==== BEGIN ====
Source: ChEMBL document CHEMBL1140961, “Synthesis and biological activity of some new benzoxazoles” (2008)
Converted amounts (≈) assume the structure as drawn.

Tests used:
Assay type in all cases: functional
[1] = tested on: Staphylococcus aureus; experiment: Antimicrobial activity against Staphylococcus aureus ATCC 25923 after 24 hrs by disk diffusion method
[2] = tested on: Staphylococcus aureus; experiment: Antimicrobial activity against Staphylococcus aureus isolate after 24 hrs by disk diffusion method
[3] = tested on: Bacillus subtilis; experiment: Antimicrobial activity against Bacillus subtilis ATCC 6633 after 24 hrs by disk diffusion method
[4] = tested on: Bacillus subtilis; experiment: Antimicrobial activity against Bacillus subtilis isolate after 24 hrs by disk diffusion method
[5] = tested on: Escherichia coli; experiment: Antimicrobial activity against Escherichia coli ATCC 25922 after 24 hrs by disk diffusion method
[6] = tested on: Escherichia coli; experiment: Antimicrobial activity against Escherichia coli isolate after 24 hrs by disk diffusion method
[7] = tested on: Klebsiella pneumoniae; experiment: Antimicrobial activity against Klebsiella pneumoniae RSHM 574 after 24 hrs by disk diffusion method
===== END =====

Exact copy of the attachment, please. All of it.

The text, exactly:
Source: ChEMBL document CHEMBL1140961, “Synthesis and biological activity of some new benzoxazoles” (2008)
Converted amounts (≈) assume the structure as drawn.

Tests used:
Assay type in all cases: functional
[1] = tested on: Staphylococcus aureus; experiment: Antimicrobial activity against Staphylococcus aureus ATCC 25923 after 24 hrs by disk diffusion method
[2] = tested on: Staphylococcus aureus; experiment: Antimicrobial activity against Staphylococcus aureus isolate after 24 hrs by disk diffusion method
[3] = tested on: Bacillus subtilis; experiment: Antimicrobial activity against Bacillus subtilis ATCC 6633 after 24 hrs by disk diffusion method
[4] = tested on: Bacillus subtilis; experiment: Antimicrobial activity against Bacillus subtilis isolate after 24 hrs by disk diffusion method
[5] = tested on: Escherichia coli; experiment: Antimicrobial activity against Escherichia coli ATCC 25922 after 24 hrs by disk diffusion method
[6] = tested on: Escherichia coli; experiment: Antimicrobial activity against Escherichia coli isolate after 24 hrs by disk diffusion method
[7] = tested on: Klebsiella pneumoniae; experiment: Antimicrobial activity against Klebsiella pneumoniae RSHM 574 after 24 hrs by disk diffusion method